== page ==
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Obama says downgrade could have been avoided with less congressional gridlock

President Obama's speech today in Holland, MI was billed to be about jobs and the advanced battery facility there at Johnson Controls Inc. that received money from the stimulus, creating more than 150 jobs. But his remarks also served as a jab at the gridlock in Congress after S&P's recent downgrade of America's credit rating.

“Unfortunately, what we've seen in Washington the last few months has been the worst counter partisanship, the worst kind of gridlock. And that gridlock has undermined public confidence and impeded our efforts to take the steps we need for our economy. It's made things worse instead of better.”

Obama continued, “There is nothing wrong with our country; there is something wrong with our politics.”

And unlike earlier this week, when it seemed the president was unwilling to directly criticize Congress for this gridlock and its responsibility for the S&P downgrade, today he was clear about where he places the blame. 

“This downgrade that you're reading about could've been entirely avoided if there had been a willingness to compromise in Congress,” he said. 

“We can't afford to play games, not right now; not when the stakes are so high for our economy," Obama added. "And if you agree with me, it doesn't matter if you're a Democrats or a Republican or an independent -- you've got to let Congress know. You've got to tell them you've had enough of the theatrics, you've had enough of the politics, stop sending out press releases, start passing some bills that we all know will help our economy right now. That's what they need to do. They've got to hear from you."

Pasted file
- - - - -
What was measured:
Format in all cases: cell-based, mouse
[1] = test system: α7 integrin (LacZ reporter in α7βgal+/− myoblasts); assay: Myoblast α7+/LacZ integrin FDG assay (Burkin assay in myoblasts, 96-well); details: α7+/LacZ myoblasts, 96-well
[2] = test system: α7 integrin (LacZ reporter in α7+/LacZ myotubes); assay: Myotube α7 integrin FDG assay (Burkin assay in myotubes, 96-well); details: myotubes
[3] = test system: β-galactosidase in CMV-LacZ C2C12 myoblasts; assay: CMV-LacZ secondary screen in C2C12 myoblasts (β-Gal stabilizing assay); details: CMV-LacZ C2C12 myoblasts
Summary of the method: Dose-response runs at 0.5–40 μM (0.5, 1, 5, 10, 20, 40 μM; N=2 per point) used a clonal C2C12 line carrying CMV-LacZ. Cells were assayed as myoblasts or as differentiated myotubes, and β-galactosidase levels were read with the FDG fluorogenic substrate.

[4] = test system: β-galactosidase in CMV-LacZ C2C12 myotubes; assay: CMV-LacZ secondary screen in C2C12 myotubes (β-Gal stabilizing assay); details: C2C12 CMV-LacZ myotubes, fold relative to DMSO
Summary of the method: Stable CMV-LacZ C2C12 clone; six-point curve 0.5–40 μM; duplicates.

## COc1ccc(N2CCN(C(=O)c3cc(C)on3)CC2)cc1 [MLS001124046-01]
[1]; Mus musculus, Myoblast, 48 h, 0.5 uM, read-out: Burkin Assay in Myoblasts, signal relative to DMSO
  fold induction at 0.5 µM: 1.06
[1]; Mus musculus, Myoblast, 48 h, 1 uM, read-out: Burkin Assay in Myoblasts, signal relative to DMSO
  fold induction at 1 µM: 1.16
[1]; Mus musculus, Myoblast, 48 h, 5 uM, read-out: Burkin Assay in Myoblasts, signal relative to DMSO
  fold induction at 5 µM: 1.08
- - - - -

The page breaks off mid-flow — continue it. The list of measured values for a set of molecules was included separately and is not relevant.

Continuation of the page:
But the president said he has no intention of calling Congress back to work during its August recess. “There's been a lot of talk in Washington right now that I should call Congress back early.” he stated,  “The last thing we need is Congress spending more time arguing in D.C. What I figure is they need to spend more time out here listening to you and hearing how fed up you are.” 

Those lines were met by applause.